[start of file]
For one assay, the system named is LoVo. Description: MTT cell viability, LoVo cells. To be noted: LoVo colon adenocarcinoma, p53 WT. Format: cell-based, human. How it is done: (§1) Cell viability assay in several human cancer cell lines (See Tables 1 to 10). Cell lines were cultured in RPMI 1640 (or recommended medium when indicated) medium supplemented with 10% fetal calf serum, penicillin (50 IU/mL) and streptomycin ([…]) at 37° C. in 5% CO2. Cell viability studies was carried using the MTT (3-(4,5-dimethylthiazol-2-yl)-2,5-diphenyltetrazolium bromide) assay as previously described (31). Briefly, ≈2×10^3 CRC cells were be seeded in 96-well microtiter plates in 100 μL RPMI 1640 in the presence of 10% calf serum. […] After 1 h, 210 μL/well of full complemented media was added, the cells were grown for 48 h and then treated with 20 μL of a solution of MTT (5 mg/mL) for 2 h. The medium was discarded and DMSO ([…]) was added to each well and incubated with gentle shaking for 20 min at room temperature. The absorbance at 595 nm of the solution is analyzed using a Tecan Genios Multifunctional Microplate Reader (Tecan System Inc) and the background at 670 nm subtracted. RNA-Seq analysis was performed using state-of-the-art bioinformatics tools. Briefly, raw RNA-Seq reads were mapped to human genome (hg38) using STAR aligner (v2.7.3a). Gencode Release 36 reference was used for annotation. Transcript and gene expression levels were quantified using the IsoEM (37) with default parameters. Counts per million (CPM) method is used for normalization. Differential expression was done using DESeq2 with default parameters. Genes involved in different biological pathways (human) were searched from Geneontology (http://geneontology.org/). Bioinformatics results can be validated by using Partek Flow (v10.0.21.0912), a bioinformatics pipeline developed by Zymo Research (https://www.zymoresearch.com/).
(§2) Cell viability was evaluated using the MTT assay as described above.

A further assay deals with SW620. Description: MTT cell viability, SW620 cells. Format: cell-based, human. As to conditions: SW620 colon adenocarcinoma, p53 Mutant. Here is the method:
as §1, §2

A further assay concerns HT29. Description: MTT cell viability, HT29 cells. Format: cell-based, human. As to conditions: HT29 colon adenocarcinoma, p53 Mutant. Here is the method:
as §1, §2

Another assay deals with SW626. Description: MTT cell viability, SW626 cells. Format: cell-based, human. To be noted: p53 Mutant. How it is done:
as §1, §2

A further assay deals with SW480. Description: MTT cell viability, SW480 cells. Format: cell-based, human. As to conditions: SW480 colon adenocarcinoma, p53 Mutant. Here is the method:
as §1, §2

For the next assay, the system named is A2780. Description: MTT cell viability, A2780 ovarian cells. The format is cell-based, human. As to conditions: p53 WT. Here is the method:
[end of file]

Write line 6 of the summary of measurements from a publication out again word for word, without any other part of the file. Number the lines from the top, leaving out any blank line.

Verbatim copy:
as §1, §2